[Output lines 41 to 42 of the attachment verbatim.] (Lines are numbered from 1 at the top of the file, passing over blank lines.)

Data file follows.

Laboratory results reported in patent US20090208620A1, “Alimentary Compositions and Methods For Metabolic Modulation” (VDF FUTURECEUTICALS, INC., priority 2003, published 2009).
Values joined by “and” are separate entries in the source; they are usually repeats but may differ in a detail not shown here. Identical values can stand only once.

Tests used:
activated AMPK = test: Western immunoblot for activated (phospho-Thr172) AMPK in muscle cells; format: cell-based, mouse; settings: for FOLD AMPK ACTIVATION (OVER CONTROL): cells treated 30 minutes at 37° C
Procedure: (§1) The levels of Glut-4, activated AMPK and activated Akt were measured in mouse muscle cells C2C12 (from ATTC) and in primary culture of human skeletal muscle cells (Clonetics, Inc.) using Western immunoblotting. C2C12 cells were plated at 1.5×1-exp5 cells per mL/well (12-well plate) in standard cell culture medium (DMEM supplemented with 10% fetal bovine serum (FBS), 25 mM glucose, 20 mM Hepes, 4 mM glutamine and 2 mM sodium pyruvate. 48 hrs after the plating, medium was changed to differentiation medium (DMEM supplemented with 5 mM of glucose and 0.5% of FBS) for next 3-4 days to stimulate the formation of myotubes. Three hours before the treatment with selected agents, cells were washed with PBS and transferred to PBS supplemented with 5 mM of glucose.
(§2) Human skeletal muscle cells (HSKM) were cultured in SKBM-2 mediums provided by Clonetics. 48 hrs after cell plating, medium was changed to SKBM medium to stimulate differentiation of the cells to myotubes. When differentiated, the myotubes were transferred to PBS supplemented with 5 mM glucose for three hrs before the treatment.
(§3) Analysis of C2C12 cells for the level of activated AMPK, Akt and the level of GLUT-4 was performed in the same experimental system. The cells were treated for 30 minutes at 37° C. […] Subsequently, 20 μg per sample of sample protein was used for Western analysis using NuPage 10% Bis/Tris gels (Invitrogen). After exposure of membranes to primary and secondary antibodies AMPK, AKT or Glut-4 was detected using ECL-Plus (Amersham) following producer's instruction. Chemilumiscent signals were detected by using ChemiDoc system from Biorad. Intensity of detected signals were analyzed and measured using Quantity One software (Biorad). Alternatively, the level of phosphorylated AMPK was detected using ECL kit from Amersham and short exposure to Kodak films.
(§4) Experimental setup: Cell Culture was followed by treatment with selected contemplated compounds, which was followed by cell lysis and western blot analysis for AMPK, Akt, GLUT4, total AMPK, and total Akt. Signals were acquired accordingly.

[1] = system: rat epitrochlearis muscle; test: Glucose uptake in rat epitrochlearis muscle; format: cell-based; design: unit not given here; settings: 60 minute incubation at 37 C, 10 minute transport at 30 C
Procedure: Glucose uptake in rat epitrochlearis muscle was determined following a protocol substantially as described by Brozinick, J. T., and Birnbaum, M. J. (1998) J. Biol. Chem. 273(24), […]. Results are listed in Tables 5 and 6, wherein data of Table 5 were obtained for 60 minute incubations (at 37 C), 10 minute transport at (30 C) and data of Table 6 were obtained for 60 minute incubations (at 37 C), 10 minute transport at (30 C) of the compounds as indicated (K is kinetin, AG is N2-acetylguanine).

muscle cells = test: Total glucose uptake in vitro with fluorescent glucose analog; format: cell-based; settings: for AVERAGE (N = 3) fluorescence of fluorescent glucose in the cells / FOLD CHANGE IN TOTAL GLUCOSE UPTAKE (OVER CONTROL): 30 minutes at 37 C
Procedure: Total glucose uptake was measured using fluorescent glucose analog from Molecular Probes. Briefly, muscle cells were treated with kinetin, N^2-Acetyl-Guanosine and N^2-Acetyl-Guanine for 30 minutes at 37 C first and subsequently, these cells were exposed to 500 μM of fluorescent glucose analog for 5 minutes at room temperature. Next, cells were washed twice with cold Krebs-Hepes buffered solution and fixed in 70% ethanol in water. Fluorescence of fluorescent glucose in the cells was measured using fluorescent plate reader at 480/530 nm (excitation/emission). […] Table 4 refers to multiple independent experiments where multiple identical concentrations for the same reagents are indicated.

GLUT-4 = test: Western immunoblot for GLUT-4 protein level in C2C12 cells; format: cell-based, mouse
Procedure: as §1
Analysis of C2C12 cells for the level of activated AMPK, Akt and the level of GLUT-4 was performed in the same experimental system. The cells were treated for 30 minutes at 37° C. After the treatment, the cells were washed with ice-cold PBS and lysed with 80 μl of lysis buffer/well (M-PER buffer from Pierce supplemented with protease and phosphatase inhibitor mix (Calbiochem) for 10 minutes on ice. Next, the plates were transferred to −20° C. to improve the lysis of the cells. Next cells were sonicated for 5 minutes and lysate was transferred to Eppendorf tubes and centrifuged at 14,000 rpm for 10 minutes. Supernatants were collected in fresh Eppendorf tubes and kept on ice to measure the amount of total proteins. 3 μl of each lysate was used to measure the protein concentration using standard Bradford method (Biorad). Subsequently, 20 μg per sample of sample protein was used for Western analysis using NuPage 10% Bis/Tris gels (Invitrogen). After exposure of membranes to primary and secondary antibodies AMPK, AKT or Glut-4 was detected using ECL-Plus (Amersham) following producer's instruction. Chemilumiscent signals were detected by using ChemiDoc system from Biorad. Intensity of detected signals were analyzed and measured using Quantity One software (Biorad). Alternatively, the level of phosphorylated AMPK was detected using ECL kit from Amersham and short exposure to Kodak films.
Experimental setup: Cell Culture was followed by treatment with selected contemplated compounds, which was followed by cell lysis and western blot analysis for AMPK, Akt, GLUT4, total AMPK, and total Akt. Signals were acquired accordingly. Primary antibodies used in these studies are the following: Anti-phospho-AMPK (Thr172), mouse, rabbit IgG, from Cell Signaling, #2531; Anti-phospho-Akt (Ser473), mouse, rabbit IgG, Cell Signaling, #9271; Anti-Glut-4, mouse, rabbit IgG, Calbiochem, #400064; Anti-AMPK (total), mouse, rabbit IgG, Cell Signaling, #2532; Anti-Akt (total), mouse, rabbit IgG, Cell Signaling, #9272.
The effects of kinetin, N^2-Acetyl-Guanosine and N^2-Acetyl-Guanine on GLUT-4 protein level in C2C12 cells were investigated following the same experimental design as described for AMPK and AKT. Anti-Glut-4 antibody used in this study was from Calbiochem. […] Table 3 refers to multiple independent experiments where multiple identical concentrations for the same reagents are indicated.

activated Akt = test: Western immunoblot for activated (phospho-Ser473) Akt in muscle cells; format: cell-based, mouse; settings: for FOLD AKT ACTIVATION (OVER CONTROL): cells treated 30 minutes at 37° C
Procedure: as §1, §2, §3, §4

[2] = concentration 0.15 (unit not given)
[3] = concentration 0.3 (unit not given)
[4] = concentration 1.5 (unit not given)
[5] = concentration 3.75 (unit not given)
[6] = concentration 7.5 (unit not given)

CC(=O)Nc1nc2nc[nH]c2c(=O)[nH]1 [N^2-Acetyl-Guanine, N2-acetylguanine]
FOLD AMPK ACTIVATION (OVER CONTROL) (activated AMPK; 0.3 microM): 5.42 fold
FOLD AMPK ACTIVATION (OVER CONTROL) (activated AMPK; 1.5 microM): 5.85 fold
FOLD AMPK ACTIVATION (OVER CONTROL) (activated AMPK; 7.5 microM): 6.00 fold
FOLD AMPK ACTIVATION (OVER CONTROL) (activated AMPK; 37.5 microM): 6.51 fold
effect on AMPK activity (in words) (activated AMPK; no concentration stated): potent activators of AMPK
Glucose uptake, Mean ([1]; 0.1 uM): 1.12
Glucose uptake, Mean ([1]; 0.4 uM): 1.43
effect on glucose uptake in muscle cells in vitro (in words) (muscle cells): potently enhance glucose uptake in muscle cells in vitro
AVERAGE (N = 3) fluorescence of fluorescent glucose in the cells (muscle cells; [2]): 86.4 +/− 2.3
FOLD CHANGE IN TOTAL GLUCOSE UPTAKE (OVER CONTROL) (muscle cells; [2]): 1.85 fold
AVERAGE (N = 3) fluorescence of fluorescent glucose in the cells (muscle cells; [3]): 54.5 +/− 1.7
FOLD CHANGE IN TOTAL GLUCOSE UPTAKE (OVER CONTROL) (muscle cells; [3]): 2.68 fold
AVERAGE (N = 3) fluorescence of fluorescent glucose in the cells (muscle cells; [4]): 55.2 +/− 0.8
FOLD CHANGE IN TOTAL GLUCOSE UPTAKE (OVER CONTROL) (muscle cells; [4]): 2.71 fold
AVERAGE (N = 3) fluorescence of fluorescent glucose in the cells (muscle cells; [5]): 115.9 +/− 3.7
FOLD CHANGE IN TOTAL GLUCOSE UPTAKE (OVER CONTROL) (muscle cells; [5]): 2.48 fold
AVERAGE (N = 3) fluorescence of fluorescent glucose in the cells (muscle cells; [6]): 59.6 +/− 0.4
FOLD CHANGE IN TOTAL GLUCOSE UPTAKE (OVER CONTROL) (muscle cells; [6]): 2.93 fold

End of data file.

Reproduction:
FOLD CHANGE IN TOTAL GLUCOSE UPTAKE (OVER CONTROL) (muscle cells; [5]): 2.48 fold
AVERAGE (N = 3) fluorescence of fluorescent glucose in the cells (muscle cells; [6]): 59.6 +/− 0.4